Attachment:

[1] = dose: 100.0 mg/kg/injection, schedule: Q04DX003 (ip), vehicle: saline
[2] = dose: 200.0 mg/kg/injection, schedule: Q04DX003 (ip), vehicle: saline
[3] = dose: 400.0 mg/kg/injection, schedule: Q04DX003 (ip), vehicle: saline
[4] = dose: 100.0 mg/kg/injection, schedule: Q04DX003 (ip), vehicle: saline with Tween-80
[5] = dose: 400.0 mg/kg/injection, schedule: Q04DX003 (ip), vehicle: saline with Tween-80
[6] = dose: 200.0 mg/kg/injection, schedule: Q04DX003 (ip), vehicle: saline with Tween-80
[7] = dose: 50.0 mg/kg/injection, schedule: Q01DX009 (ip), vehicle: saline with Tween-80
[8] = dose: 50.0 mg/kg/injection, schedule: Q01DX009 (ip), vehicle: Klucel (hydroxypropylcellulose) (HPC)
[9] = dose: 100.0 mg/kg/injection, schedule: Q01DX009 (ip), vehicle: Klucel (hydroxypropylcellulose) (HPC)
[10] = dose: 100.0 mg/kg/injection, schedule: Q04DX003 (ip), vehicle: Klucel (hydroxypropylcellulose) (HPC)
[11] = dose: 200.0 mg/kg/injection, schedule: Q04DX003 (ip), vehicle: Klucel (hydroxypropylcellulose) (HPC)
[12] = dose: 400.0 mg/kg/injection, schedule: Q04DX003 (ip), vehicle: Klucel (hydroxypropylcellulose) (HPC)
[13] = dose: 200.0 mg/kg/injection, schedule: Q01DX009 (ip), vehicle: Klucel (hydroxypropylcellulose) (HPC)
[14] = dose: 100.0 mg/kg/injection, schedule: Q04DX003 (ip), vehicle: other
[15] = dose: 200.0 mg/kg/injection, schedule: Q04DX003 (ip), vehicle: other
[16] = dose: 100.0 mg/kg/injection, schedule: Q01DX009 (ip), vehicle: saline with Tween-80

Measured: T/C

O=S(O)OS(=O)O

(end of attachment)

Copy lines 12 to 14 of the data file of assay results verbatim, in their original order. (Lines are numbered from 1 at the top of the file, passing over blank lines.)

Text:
[12] = dose: 400.0 mg/kg/injection, schedule: Q04DX003 (ip), vehicle: Klucel (hydroxypropylcellulose) (HPC)
[13] = dose: 200.0 mg/kg/injection, schedule: Q01DX009 (ip), vehicle: Klucel (hydroxypropylcellulose) (HPC)
[14] = dose: 100.0 mg/kg/injection, schedule: Q04DX003 (ip), vehicle: other